Published on April 22nd, 2015 |0
Mountain Way Common groundbreaking highlights Earth Day
high noon groundbreaking ceremony held at Mountain Way Common—appropriately on Earth Day.
Volunteers have spent hundreds of hours cleaning the area for the park and raising money for it, said Gordon Certain, president of the North Buckhead Civic Association. Now workers will construct a pedestrian bridge over Little Nancy Creek and boardwalks connecting the bridge.
“The bridge will transform the park, making it easy to cross Little Nancy Creek and allowing park visitors to get a unique view of the creek,” said Certain. The contract to construct the bridge and its connecting boardwalks is signed and site work slated to begin within days.
“Let’s hope the rain will hold off so we can begin construction after all this time,” said Jane Moss, a board member. The bridge’s installation is scheduled for completion in mid-July.
Certain said he first became involved with the property in 2007 at a meeting held almost where Wednesday’s groundbreaking was held—a meeting that included city of Atlanta officials, representatives of Park Pride and two representatives of the Georgia Department of Transportation.
The GDOT representatives talked to them about using their land for a park and/or trail, Certain explained, but added that efforts at that time were relatively ineffective.
Certain complimented Dist. 7 Atlanta City Councilman Howard Shook for his work in getting more park spaces for Buckhead and Livable Buckhead
Executive Director Denise Starling for being able to bring together a coalition of city departments, GDOT, Park Pride and other organizations to create the opportunity for the PATH400 multi-use trail that will tie into Mountain Way Common park.
Livable Buckhead, Inc. and the Georgia Department of Transportation reached agreements allowing the site, almost entirely on GA400 right-of-way, to become a neighborhood park and eventual trailhead for the PATH400 trail.
With the acquisition of a key one-acre privately held parcel, the city’s Parks and Recreation Department along with Councilman Shook extended Mountain Way Common on both sides of Little Nancy Creek to North Ivy Road, resulting in a nine plus acre green space.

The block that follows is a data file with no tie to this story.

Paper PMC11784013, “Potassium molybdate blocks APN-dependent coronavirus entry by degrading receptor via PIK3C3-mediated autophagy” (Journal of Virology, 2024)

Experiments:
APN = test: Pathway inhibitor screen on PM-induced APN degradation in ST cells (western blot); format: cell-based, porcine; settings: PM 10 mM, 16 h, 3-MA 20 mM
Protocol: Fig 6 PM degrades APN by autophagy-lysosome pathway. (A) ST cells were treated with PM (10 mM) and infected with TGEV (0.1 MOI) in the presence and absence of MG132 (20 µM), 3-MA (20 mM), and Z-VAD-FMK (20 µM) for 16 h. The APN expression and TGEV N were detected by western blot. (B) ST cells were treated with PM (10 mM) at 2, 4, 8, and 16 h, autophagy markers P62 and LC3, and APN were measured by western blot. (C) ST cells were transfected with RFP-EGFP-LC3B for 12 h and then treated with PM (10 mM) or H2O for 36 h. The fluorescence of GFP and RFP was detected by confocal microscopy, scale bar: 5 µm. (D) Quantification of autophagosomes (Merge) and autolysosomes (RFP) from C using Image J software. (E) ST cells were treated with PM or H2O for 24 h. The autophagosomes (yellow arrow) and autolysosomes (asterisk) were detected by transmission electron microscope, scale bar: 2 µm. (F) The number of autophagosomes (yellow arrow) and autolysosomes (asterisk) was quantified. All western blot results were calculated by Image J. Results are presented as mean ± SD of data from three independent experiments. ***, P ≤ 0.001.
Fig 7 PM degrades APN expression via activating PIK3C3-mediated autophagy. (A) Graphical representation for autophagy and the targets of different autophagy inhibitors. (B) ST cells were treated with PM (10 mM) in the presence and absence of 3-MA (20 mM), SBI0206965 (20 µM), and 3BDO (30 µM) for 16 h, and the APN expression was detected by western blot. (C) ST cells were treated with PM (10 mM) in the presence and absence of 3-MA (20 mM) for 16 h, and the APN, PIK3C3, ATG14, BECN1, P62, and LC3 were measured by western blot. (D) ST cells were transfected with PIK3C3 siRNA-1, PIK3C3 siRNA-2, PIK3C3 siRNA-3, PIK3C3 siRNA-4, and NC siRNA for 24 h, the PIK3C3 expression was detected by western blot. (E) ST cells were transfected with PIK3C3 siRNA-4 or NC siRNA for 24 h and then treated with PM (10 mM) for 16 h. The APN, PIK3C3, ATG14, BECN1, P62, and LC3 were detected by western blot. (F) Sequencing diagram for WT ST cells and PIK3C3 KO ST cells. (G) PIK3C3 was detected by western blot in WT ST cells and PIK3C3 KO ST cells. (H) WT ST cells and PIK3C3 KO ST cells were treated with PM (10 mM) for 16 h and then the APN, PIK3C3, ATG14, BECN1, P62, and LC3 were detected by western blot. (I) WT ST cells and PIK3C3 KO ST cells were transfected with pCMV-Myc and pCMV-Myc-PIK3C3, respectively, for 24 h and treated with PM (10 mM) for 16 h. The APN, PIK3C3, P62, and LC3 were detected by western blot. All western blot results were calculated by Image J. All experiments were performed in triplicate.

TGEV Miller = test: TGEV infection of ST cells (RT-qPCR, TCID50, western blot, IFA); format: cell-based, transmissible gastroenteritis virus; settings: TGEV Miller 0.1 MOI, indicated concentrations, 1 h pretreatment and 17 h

Shook stated that green space in his district had doubled in the past few years, and “we need to do it again.” And, he spoke of the “unlikely coalition” that made Mountain Way Common park and PATH400 come about.
“How good it is that we’re building a park here that people from Portland will come here to study,” Shook told the small but committed gathering of the park’s supporters with an obvious reference to people constantly telling Atlanta officials to go study how things are done in Portland, OR, Chicago, etc.
And those who have brought this park this far are hoping it won’t stop here. Certain talked about the fact the park might expand along PATH400, since it will become part of that trail’s experience. And, then there is a prime corner lot across the street at North Ivy Road and Mountain Way that would make a great playground.
Certain said the city would never issue a building permit for the lot because it is unbuildable and most of it is in the 100-year flood plain of the creek. He said there have been some negotiations regarding the lot.
The Groundbreaking Ceremony was an intimate but important event. Because of recent rains and muddy ground in the park area, the ceremony was held at the east end of the park near the intersection of North Ivy Road and Mountain Drive.
Because of significant erosion in the area where the ceremony was held, Certain purchased a bag of soil to use, rather than disturb the terrain. He pointed out that the tributary of Nancy Creek that runs through that area of the park could be 1,000 years old—older than the hills around it.
Certain recognized the efforts of the Friends of Mountain Way Common board by saying, “Today marks a very significant day – not only for our planet but for our neighborhood. Earth Day will forever be MWC Groundbreaking Day to many of us who have worked tirelessly to see it to this milestone.”
With the GA400 expressway and MARTA lines soaring high overhead, with the future connection to PATH400, and with the rustic creek flowing quietly below, the resulting park is certain to be one of the city’s most unusual.
Over the last six years fundraising efforts to transform the overgrown space have ranged from soirees with auctioned items to the annual
Get-Your-Goat park clean up.
Over $200,000 has been raised for turning Mountain Way Common into a real and usable park, with $100,000 being in the form of a matching grant from Park Pride. Park Pride’s Associate Director Allison Barnett was at the ceremony and thanked the community for being committed to parks.
On June 6, the Friends of Mountain Way Common will host the second annual Midnight Pajama Jog, a 5K that begins and finishes in Chastain Square.
For more information on the park, check it out on Twitter @MountainWayComm, on Facebook at Mountain Way Common, or go to the website www.MountainWayCommon.com for details about future events throughout the summer.